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Educational reforms 'should target white working-class children'

02/11/2016 Joanna

Future governmental reforms of the education system should specifically aim to tackle serial underachievement among white working-class students, according to a new report.

Independent thinktank ResPublica has published a study of educational standards in Knowsley - an area where more than 95 per cent of the resident population is white British - and identified a need for targeted action to help reduce the higher-than-average proportion of people growing up with no qualifications.

It highlighted limited sixth-form provision, a lack of diversity and a stop-start approach to new educational initiatives as the main problems affecting Knowsley and demographically similar areas, suggesting "wholesale change" may be needed to put this right.

Specifically, the report recommended that cities in the north may need to introduce some kind of Northern Teaching Premium, which would offer teachers incentives to work in these areas. These might include paying off their student debts, offering higher wages, subsidised housing or additional continuing professional development and fast-track progression.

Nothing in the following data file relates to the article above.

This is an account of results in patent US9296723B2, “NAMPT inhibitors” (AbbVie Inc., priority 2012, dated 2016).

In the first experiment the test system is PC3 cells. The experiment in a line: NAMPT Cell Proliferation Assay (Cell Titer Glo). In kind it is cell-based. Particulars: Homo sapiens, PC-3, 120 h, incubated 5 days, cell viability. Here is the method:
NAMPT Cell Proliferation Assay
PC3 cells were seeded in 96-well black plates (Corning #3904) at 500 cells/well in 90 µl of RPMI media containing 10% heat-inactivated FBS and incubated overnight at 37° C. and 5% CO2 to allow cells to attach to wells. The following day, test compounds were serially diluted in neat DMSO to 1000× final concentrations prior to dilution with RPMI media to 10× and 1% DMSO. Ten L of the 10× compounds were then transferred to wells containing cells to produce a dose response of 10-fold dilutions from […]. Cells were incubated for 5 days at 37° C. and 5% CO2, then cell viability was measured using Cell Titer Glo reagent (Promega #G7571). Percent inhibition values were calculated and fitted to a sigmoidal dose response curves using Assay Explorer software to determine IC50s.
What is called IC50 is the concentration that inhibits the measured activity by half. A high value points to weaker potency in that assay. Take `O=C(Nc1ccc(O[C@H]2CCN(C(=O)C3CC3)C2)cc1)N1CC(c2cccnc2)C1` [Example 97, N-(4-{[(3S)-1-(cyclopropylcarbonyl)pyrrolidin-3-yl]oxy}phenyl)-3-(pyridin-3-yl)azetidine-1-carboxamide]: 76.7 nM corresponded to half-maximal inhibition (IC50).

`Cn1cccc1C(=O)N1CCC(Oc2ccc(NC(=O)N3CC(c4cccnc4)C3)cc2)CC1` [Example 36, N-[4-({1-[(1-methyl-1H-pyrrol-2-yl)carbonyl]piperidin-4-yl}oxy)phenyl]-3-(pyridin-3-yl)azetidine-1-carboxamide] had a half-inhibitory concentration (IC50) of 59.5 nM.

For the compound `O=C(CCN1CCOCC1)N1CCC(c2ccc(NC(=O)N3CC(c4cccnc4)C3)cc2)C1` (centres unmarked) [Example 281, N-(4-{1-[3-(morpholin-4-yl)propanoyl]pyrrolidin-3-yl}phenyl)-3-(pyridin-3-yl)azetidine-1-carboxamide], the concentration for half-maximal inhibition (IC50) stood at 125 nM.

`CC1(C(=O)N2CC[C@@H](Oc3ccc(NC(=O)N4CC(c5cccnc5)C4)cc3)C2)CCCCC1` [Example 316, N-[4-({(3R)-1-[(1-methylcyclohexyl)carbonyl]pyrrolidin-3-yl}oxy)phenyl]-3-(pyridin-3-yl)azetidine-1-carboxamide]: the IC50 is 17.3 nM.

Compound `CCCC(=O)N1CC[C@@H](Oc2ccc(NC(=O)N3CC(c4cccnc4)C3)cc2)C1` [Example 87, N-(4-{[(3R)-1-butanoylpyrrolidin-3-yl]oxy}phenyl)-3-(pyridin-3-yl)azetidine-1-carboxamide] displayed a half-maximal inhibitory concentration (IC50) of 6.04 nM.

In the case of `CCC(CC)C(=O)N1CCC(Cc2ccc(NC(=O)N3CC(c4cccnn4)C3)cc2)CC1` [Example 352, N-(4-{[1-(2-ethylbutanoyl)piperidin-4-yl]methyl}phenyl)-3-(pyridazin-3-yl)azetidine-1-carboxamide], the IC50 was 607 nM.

It also suggested that future educational reforms be modelled on the approach taken by the British Olympic team, focusing not only on pupils' individual academic achievement but also targeting the performance of teachers, the curriculum and school leadership and management.

Additionally, Theresa May's plan to bring back grammar schools were welcomed, as it is believed this will make it more likely that children receiving free school meals will be able to achieve as much as those from middle-class backgrounds.

Phillip Blond, director of ResPublica, said: "Reintroducing grammar schools is potentially a transformative idea for working-class areas, where there are little or no middle classes to game the admission system.

"We know that selection improves the performance of those white working-class children selected - the trouble is too few of them are. We recommend that new grammars in the first instance are exclusively focused on the needs of white working-class children."

Mrs May previously highlighted this issue in her first speech as prime minister, noting that white working-class boys are the group least likely to attend university in the UK.

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